After 13 weeks of exposure to Ni3S2 (0.15 to 2.5 mg/m3; Dunnick et al.1989) in both rats and mice, no exposure-related mortality was observed, though changes in bodyweight and lung weights were significantly impacted. Additional toxicities included inflammation in the nasal cavity, bronchial lymph nodes and the lung, alveolar macrophage hyperplasia, chronic active inflammation, and olfactory epithelial atrophy. Of interest, rats were more sensitive than mice to the effects of inhaled nickel in this study. Repeated dose toxicities associated with 2 years of exposure to Ni3S2 included a variety of clinical observations, body and organ weight changes, and altered tissue histopathology (Dunnick et al.1995). Chronic exposure to concentrations up to 1 mg Ni3S2/m3 were not associated with increased mortality or adverse changes in body weight. However, time- and dose-dependent increases in lung weights were observed, which was thought to be due to inflammation. This conclusion was based on histopathological analyses which revealed alveolar/bronchiolar hyperplasia, inflammation, fibrosis, and lymphoid hyperplasia of the lung-associated lymph nodes. The most critical effects were pulmonary fibrosis, chronic inflammation, and proteinosis. For these effects, a LOAEC of 0.11 mg Ni/m3 (MMAD = 2.17 µm) was identified in rats and a LOAEC = 0.44 mg Ni/m3 (MMAD=2.24 µm) was identified in mice.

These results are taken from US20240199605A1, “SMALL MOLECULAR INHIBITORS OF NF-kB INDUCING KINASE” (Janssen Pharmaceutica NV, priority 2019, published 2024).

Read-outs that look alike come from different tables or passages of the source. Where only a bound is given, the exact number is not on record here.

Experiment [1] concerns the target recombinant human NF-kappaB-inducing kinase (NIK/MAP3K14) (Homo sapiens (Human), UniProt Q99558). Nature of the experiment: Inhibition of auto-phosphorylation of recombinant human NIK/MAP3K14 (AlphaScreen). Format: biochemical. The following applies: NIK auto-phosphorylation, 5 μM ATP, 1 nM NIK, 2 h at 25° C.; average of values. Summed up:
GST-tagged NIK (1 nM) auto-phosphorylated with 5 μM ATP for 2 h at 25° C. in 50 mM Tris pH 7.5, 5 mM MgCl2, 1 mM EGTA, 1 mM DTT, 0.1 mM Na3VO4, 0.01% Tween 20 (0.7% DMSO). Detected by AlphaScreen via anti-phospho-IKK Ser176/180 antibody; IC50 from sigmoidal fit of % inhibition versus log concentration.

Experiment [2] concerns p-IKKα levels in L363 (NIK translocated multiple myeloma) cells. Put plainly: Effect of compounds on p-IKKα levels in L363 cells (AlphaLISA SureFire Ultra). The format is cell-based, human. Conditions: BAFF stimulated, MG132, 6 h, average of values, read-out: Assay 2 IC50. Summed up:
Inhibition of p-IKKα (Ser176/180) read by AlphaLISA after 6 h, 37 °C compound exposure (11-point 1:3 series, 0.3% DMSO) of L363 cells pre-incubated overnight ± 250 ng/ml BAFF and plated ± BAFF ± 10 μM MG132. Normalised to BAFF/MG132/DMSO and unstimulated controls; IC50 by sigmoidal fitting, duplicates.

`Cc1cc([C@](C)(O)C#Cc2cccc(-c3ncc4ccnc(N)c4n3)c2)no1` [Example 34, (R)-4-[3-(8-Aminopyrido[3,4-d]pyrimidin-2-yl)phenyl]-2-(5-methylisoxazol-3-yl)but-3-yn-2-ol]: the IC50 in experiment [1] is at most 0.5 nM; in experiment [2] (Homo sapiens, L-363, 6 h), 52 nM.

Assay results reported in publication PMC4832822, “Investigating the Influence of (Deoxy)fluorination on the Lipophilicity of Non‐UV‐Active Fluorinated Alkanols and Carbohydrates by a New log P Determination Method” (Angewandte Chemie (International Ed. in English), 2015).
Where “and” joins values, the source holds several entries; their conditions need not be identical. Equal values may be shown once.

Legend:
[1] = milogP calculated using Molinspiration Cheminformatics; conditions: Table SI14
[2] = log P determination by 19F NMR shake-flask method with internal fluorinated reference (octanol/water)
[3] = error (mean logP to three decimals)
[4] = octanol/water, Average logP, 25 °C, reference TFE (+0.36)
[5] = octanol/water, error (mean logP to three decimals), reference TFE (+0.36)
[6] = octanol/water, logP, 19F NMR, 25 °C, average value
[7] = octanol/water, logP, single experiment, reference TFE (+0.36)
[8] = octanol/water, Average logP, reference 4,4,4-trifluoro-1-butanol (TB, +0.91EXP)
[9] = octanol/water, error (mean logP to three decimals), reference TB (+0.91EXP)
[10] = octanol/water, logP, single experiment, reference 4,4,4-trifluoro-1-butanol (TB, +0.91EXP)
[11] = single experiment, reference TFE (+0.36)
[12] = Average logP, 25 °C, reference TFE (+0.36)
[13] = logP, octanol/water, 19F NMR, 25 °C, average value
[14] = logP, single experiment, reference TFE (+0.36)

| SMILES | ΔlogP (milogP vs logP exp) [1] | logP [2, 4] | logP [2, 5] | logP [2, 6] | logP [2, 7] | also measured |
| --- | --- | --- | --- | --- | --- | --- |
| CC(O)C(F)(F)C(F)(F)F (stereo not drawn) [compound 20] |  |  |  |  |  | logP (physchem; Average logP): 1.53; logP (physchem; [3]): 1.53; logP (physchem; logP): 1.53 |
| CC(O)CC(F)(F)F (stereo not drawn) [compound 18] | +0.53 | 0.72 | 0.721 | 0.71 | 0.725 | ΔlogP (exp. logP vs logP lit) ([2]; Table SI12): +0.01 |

Given the robust nature of the available studies with nickel subsulphide and based on read across, the data appear sufficient to characterize the toxicity of nickel dihydroxide following repeated inhalation exposure.